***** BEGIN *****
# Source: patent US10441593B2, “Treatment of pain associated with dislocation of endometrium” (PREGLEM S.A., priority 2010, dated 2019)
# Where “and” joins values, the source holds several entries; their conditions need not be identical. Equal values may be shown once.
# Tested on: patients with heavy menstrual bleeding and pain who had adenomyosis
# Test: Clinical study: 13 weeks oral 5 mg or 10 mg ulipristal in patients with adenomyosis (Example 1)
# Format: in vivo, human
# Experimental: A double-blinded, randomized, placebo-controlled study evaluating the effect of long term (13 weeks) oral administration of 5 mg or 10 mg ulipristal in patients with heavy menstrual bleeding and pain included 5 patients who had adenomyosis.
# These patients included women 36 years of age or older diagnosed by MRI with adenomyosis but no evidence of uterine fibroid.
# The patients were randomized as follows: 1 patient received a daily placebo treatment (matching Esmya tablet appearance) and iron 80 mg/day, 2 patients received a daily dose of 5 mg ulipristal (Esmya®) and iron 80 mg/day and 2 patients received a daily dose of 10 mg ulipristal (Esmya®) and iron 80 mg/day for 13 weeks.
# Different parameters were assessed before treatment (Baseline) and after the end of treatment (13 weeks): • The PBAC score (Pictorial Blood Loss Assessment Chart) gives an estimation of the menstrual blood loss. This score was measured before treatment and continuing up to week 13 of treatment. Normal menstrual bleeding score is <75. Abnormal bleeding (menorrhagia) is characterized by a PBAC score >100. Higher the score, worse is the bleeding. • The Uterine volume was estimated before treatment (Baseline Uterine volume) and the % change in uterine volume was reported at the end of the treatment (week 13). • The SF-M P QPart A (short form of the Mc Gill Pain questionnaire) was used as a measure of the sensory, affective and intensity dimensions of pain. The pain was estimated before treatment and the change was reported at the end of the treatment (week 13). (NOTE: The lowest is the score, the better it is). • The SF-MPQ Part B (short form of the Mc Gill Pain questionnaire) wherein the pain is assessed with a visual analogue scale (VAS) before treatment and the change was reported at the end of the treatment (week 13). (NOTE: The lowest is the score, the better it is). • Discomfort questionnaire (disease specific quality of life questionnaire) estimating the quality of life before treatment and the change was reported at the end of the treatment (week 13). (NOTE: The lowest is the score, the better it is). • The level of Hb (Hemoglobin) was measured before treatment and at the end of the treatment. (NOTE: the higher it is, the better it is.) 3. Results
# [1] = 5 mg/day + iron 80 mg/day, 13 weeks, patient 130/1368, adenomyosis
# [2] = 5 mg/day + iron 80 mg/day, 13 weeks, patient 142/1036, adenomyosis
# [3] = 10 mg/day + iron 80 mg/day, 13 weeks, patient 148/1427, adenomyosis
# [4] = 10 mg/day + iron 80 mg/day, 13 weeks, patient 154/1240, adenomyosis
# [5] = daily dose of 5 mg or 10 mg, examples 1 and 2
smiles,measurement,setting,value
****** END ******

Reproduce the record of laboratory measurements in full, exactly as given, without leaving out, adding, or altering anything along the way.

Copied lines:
# Source: patent US10441593B2, “Treatment of pain associated with dislocation of endometrium” (PREGLEM S.A., priority 2010, dated 2019)
# Where “and” joins values, the source holds several entries; their conditions need not be identical. Equal values may be shown once.
# Tested on: patients with heavy menstrual bleeding and pain who had adenomyosis
# Test: Clinical study: 13 weeks oral 5 mg or 10 mg ulipristal in patients with adenomyosis (Example 1)
# Format: in vivo, human
# Experimental: A double-blinded, randomized, placebo-controlled study evaluating the effect of long term (13 weeks) oral administration of 5 mg or 10 mg ulipristal in patients with heavy menstrual bleeding and pain included 5 patients who had adenomyosis.
# These patients included women 36 years of age or older diagnosed by MRI with adenomyosis but no evidence of uterine fibroid.
# The patients were randomized as follows: 1 patient received a daily placebo treatment (matching Esmya tablet appearance) and iron 80 mg/day, 2 patients received a daily dose of 5 mg ulipristal (Esmya®) and iron 80 mg/day and 2 patients received a daily dose of 10 mg ulipristal (Esmya®) and iron 80 mg/day for 13 weeks.
# Different parameters were assessed before treatment (Baseline) and after the end of treatment (13 weeks): • The PBAC score (Pictorial Blood Loss Assessment Chart) gives an estimation of the menstrual blood loss. This score was measured before treatment and continuing up to week 13 of treatment. Normal menstrual bleeding score is <75. Abnormal bleeding (menorrhagia) is characterized by a PBAC score >100. Higher the score, worse is the bleeding. • The Uterine volume was estimated before treatment (Baseline Uterine volume) and the % change in uterine volume was reported at the end of the treatment (week 13). • The SF-M P QPart A (short form of the Mc Gill Pain questionnaire) was used as a measure of the sensory, affective and intensity dimensions of pain. The pain was estimated before treatment and the change was reported at the end of the treatment (week 13). (NOTE: The lowest is the score, the better it is). • The SF-MPQ Part B (short form of the Mc Gill Pain questionnaire) wherein the pain is assessed with a visual analogue scale (VAS) before treatment and the change was reported at the end of the treatment (week 13). (NOTE: The lowest is the score, the better it is). • Discomfort questionnaire (disease specific quality of life questionnaire) estimating the quality of life before treatment and the change was reported at the end of the treatment (week 13). (NOTE: The lowest is the score, the better it is). • The level of Hb (Hemoglobin) was measured before treatment and at the end of the treatment. (NOTE: the higher it is, the better it is.) 3. Results
# [1] = 5 mg/day + iron 80 mg/day, 13 weeks, patient 130/1368, adenomyosis
# [2] = 5 mg/day + iron 80 mg/day, 13 weeks, patient 142/1036, adenomyosis
# [3] = 10 mg/day + iron 80 mg/day, 13 weeks, patient 148/1427, adenomyosis
# [4] = 10 mg/day + iron 80 mg/day, 13 weeks, patient 154/1240, adenomyosis
# [5] = daily dose of 5 mg or 10 mg, examples 1 and 2
smiles,measurement,setting,value